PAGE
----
One way the spell may be broken. The beautiful patroness of the café in which I spend some of my afternoons. She is part--only part--of the reason I go there, and my eyes often watch her as she goes about her work. But then, today, a man shows up whom I don't notice at first. In fact I don't notice him until he answers the phone, thus brining attention to himself as someone connected with the café. Then I see--as he turns toward me--that he has the same face as the patroness. But he is ugly; he is frail; he is even a bit hunchbacked. It seems the man is her brother!
The reflection of the sister's face in his is uncanny. It immediately breaks the spell of her beauty, which suddenly seems as though it had always been only the most meager of spells in any case.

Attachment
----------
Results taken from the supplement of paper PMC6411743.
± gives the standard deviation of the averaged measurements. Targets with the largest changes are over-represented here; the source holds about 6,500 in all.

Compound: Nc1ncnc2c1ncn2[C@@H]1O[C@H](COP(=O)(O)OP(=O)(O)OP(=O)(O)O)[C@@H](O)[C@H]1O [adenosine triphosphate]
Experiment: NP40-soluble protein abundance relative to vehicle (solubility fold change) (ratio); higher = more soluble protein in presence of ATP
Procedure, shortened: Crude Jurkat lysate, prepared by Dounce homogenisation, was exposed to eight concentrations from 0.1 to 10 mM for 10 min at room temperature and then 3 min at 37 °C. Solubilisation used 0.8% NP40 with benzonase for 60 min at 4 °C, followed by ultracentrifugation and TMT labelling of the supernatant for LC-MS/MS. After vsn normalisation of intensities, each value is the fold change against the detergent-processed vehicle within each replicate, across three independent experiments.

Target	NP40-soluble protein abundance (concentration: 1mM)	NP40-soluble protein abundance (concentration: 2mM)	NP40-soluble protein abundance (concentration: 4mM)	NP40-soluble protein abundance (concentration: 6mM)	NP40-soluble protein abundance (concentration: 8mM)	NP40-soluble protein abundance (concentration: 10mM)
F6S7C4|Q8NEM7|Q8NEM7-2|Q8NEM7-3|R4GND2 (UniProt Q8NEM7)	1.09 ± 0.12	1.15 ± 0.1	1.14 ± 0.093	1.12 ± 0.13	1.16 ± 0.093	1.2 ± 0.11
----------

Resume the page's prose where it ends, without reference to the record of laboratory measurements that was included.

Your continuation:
Such a sudden evaporation of beauty can only push one to questioning. What was her beauty to begin with that it can be so swiftly dissipated by a bad copy?
And there is an attendant observation, which may lead one toward a fine question for Socrates, or a paradox at least. As for this brother, even if he is four years older than the sister, he naturally will take on in my mind the character that a parody takes on in relation to its original. Thus he inevitably arrives second: he could not have been in existence first. He is the nasty and tendentious parody that breaks the spell of the original.
Calasso's dogged insistence on the fleeting, on betrayal, on the transitoriness of things. These are that which is Greek. He grinds it into the reader.
He throws all of them against Christian culture as so many reproaches.